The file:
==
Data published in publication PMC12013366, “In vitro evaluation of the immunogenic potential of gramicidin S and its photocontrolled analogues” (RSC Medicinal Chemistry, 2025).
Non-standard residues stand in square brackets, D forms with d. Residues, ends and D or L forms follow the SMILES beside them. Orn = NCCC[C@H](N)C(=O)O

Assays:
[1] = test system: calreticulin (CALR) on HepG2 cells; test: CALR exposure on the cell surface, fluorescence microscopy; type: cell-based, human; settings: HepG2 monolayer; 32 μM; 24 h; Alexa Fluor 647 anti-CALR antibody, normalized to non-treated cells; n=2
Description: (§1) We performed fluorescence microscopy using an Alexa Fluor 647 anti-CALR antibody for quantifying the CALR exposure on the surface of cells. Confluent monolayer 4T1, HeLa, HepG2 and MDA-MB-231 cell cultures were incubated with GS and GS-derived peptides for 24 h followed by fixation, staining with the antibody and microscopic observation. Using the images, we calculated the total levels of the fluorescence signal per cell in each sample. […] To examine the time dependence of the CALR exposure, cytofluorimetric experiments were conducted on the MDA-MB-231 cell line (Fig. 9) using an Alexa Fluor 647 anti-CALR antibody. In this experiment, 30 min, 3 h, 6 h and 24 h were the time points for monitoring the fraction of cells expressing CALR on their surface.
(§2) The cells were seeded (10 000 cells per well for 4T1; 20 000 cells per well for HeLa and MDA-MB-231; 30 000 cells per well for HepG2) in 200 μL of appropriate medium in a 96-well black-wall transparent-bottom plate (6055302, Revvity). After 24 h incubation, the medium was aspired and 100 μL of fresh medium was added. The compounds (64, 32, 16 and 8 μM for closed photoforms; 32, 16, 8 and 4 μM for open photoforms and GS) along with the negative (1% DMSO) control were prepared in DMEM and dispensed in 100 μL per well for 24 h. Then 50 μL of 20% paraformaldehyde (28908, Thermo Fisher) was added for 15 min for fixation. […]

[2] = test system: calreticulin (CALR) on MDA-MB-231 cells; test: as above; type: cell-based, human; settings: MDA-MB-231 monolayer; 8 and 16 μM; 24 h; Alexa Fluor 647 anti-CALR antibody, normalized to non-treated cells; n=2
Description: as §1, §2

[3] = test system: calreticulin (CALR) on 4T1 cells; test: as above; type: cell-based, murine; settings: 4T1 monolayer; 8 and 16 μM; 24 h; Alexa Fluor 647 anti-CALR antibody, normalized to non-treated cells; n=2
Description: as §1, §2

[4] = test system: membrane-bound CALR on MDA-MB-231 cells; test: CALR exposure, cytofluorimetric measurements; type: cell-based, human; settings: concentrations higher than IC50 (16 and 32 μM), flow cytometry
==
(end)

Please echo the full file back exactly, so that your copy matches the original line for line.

Data published in publication PMC12013366, “In vitro evaluation of the immunogenic potential of gramicidin S and its photocontrolled analogues” (RSC Medicinal Chemistry, 2025).
Non-standard residues stand in square brackets, D forms with d. Residues, ends and D or L forms follow the SMILES beside them. Orn = NCCC[C@H](N)C(=O)O

Assays:
[1] = test system: calreticulin (CALR) on HepG2 cells; test: CALR exposure on the cell surface, fluorescence microscopy; type: cell-based, human; settings: HepG2 monolayer; 32 μM; 24 h; Alexa Fluor 647 anti-CALR antibody, normalized to non-treated cells; n=2
Description: (§1) We performed fluorescence microscopy using an Alexa Fluor 647 anti-CALR antibody for quantifying the CALR exposure on the surface of cells. Confluent monolayer 4T1, HeLa, HepG2 and MDA-MB-231 cell cultures were incubated with GS and GS-derived peptides for 24 h followed by fixation, staining with the antibody and microscopic observation. Using the images, we calculated the total levels of the fluorescence signal per cell in each sample. […] To examine the time dependence of the CALR exposure, cytofluorimetric experiments were conducted on the MDA-MB-231 cell line (Fig. 9) using an Alexa Fluor 647 anti-CALR antibody. In this experiment, 30 min, 3 h, 6 h and 24 h were the time points for monitoring the fraction of cells expressing CALR on their surface.
(§2) The cells were seeded (10 000 cells per well for 4T1; 20 000 cells per well for HeLa and MDA-MB-231; 30 000 cells per well for HepG2) in 200 μL of appropriate medium in a 96-well black-wall transparent-bottom plate (6055302, Revvity). After 24 h incubation, the medium was aspired and 100 μL of fresh medium was added. The compounds (64, 32, 16 and 8 μM for closed photoforms; 32, 16, 8 and 4 μM for open photoforms and GS) along with the negative (1% DMSO) control were prepared in DMEM and dispensed in 100 μL per well for 24 h. Then 50 μL of 20% paraformaldehyde (28908, Thermo Fisher) was added for 15 min for fixation. […]

[2] = test system: calreticulin (CALR) on MDA-MB-231 cells; test: as above; type: cell-based, human; settings: MDA-MB-231 monolayer; 8 and 16 μM; 24 h; Alexa Fluor 647 anti-CALR antibody, normalized to non-treated cells; n=2
Description: as §1, §2

[3] = test system: calreticulin (CALR) on 4T1 cells; test: as above; type: cell-based, murine; settings: 4T1 monolayer; 8 and 16 μM; 24 h; Alexa Fluor 647 anti-CALR antibody, normalized to non-treated cells; n=2
Description: as §1, §2

[4] = test system: membrane-bound CALR on MDA-MB-231 cells; test: CALR exposure, cytofluorimetric measurements; type: cell-based, human; settings: concentrations higher than IC50 (16 and 32 μM), flow cytometry